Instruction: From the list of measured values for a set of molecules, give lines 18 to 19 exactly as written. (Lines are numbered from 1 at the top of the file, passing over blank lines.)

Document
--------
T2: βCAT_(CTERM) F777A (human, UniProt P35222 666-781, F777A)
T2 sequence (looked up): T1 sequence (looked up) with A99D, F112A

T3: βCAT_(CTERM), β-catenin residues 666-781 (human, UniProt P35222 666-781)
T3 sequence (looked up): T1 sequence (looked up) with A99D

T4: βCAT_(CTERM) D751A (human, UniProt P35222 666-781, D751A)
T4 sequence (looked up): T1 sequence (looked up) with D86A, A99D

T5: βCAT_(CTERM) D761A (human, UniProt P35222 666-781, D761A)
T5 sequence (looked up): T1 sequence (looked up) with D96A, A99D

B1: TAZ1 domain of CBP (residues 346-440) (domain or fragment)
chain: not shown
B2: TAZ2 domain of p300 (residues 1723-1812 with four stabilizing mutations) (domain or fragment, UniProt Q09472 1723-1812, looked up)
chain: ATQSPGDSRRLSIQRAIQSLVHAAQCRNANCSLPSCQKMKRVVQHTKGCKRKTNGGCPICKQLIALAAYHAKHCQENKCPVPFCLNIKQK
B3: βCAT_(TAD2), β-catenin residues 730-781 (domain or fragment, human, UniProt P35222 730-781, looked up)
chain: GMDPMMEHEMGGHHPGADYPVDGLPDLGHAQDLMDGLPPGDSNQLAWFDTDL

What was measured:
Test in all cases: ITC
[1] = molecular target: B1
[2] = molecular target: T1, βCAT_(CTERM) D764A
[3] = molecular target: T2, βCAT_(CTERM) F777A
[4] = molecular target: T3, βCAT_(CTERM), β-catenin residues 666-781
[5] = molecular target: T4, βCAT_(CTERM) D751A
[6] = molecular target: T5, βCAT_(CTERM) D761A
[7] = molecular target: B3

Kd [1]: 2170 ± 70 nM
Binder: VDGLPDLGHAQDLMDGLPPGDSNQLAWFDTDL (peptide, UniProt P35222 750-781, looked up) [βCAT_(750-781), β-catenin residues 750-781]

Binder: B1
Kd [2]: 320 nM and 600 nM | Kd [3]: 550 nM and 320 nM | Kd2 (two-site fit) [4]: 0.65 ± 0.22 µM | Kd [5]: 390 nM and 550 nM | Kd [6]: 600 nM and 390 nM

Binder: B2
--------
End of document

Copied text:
[2] = molecular target: T1, βCAT_(CTERM) D764A
[3] = molecular target: T2, βCAT_(CTERM) F777A